Like today, I dreamed that a blogger whose posts I regularly read, had posted a new one. I remembered even the title and went to check out the post. Only, it wasn't there. Because I dreamed it. Meh! :|
It gets annoyingly tricky sometimes. Especially if it's around something important like finance, conversations or arguments. They can be pretty convincing in the dreams. So convincing that when I wake up it's like walking in a minefield. 
I'm not sure if I said what I had said was in reality or in my dream, or if what the other person said was real or not. Yeah, it does feel like a delusion some times.
Some of my dreams feel so real. Like they are happening in an alternate life/space, whatever you want to call it. Thankfully, they aren't frequent so I don't get into much trouble. 
Ironically, I enjoy dreaming. They let me go beyond the boundaries of daily life. But, real dreams can take the fun out of the whole experience.
Have you too experienced dreams like these? I'm sure I'm not the only one.

Cheers,
Venice

01 February, 2015

Wa’l’king up my Spirit!

I don’t have just one definition for contentment, at least not right now. The little magical moments of life bring a smile to my face and keep me happy. Right from small kids chasing each other in the garden to being alone, each have a blissful effect on me.

However, one activity that always raises my spirit is - Walking. To the amazement of most of my close ones, I love a nice, long walk. Petite, dainty and slim as I am, they always joke that if I walked anymore I would be thin enough to pass through a gutter! That doesn’t stop me though. I carry on with joyful steps that are dictated by my feet.

Always one for adventure since a young age, I love navigating new routes to my destinations. My mother once narrated how when I was all of 5, I along with a friend of mine trotted off near the highway that ran near our homes. My friend returned sans me sending my poor mother into thoughts of me alone amidst speeding vehicles. Right then, in strutted little me through the turnstile to our lane with the merriest smile on my face. I reckon I had quite enjoyed the stroll! :D

Ever since then I’ve been enchanted by finding my own paths to places. Seeing new sceneries, noting the beauty in every lane, observing fellow passers-by, and generally enjoying the pleasant sensation of the gentle trod of my feet against the solid, earthy ground has always sent a soothing thrill that pulsates happily within me.

Don’t mistake me though. I’m not one of those fitness people who track their progress everyday or keep track of how many kilometers they’ve covered. I do it because I like it. The best distance I know I’ve covered is 3-4 kilometers from the railway station to my home. I’ve walked longer distances but have never checked the limit. For me, the passing scenes are much more interesting than the kilometers I’ve covered.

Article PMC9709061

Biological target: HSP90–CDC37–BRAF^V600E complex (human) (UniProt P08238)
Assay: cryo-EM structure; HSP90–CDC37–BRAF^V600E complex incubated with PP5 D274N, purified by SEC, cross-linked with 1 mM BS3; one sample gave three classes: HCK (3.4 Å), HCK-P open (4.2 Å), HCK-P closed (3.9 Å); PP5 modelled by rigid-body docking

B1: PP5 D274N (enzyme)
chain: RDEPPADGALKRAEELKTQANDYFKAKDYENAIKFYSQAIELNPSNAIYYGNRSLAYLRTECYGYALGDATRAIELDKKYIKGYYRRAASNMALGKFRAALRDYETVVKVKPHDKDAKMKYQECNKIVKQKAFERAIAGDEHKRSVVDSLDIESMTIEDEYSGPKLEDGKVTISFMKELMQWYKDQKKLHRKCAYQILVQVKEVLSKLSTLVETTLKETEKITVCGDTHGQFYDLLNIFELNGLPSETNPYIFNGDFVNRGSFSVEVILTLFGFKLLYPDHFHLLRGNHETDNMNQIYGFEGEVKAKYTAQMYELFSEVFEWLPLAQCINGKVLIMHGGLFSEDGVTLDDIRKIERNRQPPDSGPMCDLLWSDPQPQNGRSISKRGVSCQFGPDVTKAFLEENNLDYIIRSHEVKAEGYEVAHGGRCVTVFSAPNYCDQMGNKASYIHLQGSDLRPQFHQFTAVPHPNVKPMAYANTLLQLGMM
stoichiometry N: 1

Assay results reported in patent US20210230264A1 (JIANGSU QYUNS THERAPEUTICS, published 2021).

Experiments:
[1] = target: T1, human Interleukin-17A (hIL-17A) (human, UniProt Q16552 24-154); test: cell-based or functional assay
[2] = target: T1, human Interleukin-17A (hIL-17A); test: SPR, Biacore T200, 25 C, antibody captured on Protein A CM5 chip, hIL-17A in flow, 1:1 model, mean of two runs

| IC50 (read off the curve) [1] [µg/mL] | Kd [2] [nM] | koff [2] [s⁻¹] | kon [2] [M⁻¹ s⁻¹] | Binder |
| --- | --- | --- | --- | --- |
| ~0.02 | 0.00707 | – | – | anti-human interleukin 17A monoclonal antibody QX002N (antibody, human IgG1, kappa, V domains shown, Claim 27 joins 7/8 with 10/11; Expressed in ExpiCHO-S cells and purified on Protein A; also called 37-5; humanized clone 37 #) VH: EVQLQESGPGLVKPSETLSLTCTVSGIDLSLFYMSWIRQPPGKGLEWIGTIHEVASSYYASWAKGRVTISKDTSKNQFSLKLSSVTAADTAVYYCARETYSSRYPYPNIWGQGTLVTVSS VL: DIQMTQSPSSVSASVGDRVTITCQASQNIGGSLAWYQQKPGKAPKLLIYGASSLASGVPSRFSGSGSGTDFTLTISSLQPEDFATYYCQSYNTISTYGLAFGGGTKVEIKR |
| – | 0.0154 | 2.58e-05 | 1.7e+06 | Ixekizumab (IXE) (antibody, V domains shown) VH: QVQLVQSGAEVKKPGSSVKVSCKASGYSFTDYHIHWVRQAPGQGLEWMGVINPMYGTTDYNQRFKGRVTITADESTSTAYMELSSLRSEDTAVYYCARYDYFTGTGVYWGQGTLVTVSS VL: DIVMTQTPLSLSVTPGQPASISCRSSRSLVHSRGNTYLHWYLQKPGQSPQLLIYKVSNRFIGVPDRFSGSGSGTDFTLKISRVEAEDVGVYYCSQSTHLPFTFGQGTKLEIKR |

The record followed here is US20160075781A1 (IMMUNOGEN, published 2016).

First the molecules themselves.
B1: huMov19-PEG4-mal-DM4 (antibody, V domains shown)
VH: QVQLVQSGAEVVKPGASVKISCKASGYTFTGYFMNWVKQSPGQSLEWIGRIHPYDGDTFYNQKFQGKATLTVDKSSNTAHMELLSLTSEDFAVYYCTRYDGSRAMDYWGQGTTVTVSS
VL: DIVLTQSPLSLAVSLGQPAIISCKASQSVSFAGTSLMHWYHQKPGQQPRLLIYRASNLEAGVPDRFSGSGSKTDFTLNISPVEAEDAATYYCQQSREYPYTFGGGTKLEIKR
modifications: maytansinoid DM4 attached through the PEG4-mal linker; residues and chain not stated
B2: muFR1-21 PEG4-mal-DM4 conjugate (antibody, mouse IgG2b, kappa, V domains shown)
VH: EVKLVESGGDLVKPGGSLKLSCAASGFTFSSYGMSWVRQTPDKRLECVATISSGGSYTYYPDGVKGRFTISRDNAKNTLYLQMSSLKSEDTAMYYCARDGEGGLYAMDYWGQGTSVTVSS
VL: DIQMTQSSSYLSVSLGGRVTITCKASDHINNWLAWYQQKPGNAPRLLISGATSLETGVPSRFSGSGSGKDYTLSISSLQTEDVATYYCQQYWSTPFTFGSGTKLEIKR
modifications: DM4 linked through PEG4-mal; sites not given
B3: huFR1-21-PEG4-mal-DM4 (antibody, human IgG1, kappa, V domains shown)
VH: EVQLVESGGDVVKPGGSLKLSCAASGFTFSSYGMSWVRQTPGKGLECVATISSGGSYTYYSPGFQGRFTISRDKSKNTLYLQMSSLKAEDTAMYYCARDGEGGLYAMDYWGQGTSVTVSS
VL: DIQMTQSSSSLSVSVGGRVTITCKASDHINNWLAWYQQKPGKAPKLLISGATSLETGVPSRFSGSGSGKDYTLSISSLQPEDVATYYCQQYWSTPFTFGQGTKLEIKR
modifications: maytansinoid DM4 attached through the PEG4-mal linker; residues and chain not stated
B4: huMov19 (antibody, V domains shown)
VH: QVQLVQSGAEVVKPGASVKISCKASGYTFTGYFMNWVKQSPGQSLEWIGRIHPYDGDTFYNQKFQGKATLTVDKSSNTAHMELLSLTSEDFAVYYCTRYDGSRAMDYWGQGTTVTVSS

Sometimes for the fun of it I do check my speed though. I do that mainly when I’m not bogged down. I walk fast enough most of the times, probably because being light kind of carries me forward :P just kidding. Even so, when I’m in a tense mood I take my time and give full reign to my thoughts to run their steam off. Walking off my hurt, pain, or sadness works quite well. Mostly because I see things on my way that make me think how small my problems are, or I see something that touches my heart and makes me smile.

This one time, I was walking feeling all broken inside when across the road I saw a grandfather carrying his baby grandchild. The grandchild saw me, smiled, waved and chirped ‘bye, bye’ to me. That innocent greeting dissolved my anguish instantly and before I knew it, I smiled, waved and said ‘bye!’ to the baby, and just like that my heart immediately felt as light as a feather.

There are so many more instances during my innumerable walks that have cheered me out of my blues, reinforced my faith in humanity and carved heartfelt memories that I will always remember.

I know walking has many several health benefits too, including blood circulation amongst others. For me though it’s more than just that. For me, Walking is something exquisitely natural and pure. Walking is deeply intrinsic and special to me. It stems from inside of me, this desire to follow where my feet lead me and not bothering much where I land up – the world is after all round, so I always figure that if I feel lost I can always find my way back.